The fifth annual HRH Prog festival has seen an encouraging hike in ticket sales, with the event now occupying bigger venues and staged separately from the other festivals in the franchise.
A strong warm-up first day starts with some Marillion-esque neo-prog from the tenacious Jump, whose engaging singer John Dexter Jones remarks that since they last played here, “The world has turned upside down, but the prog remains the same.”
The latest incarnation of The Enid is as a trio, keyboard player Zach Bullock providing occasional vocals to new fusion-styled songs, although their set, and that of Pendragon, is blighted by an overloud mix that favours instruments over vocals. Pendragon largely overcome this to deliver an epic set, before the surprisingly fresh-sounding Gong reinvent themselves with stunning musicianship and their own Adrian Belew in frontman Kavus Torabi, even if a couple of the psychedelic oldies do go on a bit too long.
Friday openers Red Spektor are a competent stoner rock trio. and main stage openers Pearl Handled Revolver aren’t strictly prog either, but they at least have a skilled keyboard player, some classy songs and a young Joe Cocker soundalike in vocalist Lee Vernon.
Maschine, on the other hand, are equal parts tuneful and technical, their male and female vocalists Luke Machin and Marie‑Eve de Gaultier trading lines among some blazing instrumental sections. They make the following Panic Room sound just a little safe and sterile in comparison, despite their obvious class and popularity
with the audience.
Instrumental guitar rockers Red Circuit seem a little out of place on this line-up but are enjoyable enough, with seminal 60s rockers The Pretty Things turning back the clock to deliver authentic R&B, with amusing anecdotes from frontman Phil May and tasty licks from original guitarist Dick Taylor.
Credo singer Mark Colton quips that if life begins at 40, he only has two stones to go, which is the kind of off-the-cuff remark that makes their performance of intricate music pass in no time. Great guitar and keyboard solos punctuate their pompy set.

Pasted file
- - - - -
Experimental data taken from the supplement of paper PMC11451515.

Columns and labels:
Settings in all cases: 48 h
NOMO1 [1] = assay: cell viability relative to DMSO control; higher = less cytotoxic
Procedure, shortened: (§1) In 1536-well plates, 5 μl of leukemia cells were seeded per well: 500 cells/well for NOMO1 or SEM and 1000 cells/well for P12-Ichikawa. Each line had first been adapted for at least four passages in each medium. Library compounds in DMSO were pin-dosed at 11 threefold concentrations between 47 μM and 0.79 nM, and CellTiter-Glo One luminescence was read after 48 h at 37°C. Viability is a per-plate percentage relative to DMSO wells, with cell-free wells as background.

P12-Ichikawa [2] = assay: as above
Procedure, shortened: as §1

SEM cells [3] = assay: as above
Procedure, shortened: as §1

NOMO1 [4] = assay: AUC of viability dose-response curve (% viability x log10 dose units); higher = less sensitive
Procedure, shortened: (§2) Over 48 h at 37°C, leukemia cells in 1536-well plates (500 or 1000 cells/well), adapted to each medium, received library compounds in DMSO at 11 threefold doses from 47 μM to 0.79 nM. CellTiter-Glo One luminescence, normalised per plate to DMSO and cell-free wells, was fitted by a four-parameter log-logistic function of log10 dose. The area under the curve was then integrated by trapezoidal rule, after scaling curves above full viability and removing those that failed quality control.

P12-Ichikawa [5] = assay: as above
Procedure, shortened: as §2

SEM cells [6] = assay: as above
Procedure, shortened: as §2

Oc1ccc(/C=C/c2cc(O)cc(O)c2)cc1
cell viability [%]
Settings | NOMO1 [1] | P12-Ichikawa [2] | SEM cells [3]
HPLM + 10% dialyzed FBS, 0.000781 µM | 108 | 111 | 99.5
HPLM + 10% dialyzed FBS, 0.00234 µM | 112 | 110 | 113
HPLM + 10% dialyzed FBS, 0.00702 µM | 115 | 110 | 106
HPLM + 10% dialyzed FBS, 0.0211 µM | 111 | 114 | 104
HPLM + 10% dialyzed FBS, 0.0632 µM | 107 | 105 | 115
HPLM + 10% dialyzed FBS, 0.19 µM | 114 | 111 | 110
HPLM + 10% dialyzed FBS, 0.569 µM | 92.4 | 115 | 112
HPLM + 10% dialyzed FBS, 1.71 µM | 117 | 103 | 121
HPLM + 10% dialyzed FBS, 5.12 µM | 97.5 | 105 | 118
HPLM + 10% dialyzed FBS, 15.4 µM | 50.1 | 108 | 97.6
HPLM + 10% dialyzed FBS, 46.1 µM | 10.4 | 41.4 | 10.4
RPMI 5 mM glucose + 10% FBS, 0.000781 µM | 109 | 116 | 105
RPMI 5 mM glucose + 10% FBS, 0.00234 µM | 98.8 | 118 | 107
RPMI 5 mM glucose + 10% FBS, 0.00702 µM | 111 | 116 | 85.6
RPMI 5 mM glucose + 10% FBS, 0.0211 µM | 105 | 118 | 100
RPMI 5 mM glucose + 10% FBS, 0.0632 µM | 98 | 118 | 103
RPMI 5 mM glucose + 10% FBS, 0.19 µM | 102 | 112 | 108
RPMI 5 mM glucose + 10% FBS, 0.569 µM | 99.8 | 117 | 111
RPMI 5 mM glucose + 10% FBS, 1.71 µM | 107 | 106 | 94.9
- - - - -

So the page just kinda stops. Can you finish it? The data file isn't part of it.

The same brand of self‑deprecating humour continues through a superb 80 minutes of John Lees’ Barclay James Harvest. Lees swaps vocals with bassist Craig Fletcher on a variety of timeless songs that include Child Of The Universe, Mockingbird and stirring closer The Poet/After The Day. Former The Nice guitarist Davy O’List then closes the smaller stage with a decent set that includes The Nice’s Bonnie K.
The one out/one in policy on the main stage door emphasises the festival’s new‑found popularity. Headliners Hawkwind make a statement by playing a large chunk of new album The Machine Stops, alongside the expected Hassan I Sahbah and final encore Silver Machine. Their sound is punchy, due in no small part to young Lemmy lookalike Haz Wheaton on Rickenbacker bass, while inventive back screens give Dave Brock’s latest line-up a sense of occasion.
The last day again gets off to a low-key start, with powerful trio Konchordat channelling Rush, and the indie-meets-prog of Luna Kiss. But it’s the main stage openers Verbal Delirium who are a revelation. The Greek sextet hint at everyone from Porcupine Tree to Saga, charismatic frontman Jargon acting out the lyrics to beautiful, deep tunes like the showstopper Lullaby, while saxophone and flute add to the melancholy.
Haze are a good folk rock band with wind instruments and violin, while Heights are an undoubtedly talented trio who produce complex instrumentals on which hooks are at a premium. The day really takes off with Karnataka, who have an explosive new drummer in Jimmy Pallagrosi and plenty of catchy new tunes that make them a different proposition to line-ups of old. Almost hard rock at times, the UK troupe get a deservedly rapturous reception.
Strawbs are impressive too, and deliver a big, symphonic sound, despite Dave Cousins’ shaky vocals. British pompsters The Gift take a while to get going, but unfortunately, even when they do, they sound a little under-rehearsed. However, Atomic Rooster are impressive and now feature guitarist Steve Bolton and singer Pete French, both from a short-lived period in the early 70s.
The event ends well with a consummate and visual display from IQ, especially charismatic frontman Pete Nicholls. This is followed by a strong set from Wishbone Ash.
The festival’s last words belong to the ailing Robert John Godfrey. The Enid mastermind delivers a poignant sermon on the future of prog when he and his contemporaries are gone. He then improvises three keyboard pieces before winding up a lengthy career with the words: “I’ve spent most of my life on the naughty step, and enjoyed every minute of it!”